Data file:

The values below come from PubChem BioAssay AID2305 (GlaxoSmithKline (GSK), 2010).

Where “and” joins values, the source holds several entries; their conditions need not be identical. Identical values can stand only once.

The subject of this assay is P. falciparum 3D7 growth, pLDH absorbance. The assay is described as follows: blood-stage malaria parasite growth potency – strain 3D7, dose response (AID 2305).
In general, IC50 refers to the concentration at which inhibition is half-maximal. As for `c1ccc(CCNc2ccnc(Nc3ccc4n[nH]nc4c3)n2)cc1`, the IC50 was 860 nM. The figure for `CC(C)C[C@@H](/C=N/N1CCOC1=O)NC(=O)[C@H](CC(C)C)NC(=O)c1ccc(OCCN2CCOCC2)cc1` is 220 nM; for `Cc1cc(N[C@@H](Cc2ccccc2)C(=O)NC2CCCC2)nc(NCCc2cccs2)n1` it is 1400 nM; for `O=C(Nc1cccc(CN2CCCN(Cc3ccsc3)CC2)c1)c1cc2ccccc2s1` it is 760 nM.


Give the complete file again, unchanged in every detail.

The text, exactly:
The values below come from PubChem BioAssay AID2305 (GlaxoSmithKline (GSK), 2010).

Where “and” joins values, the source holds several entries; their conditions need not be identical. Identical values can stand only once.

The subject of this assay is P. falciparum 3D7 growth, pLDH absorbance. The assay is described as follows: blood-stage malaria parasite growth potency – strain 3D7, dose response (AID 2305).
In general, IC50 refers to the concentration at which inhibition is half-maximal. As for `c1ccc(CCNc2ccnc(Nc3ccc4n[nH]nc4c3)n2)cc1`, the IC50 was 860 nM. The figure for `CC(C)C[C@@H](/C=N/N1CCOC1=O)NC(=O)[C@H](CC(C)C)NC(=O)c1ccc(OCCN2CCOCC2)cc1` is 220 nM; for `Cc1cc(N[C@@H](Cc2ccccc2)C(=O)NC2CCCC2)nc(NCCc2cccs2)n1` it is 1400 nM; for `O=C(Nc1cccc(CN2CCCN(Cc3ccsc3)CC2)c1)c1cc2ccccc2s1` it is 760 nM.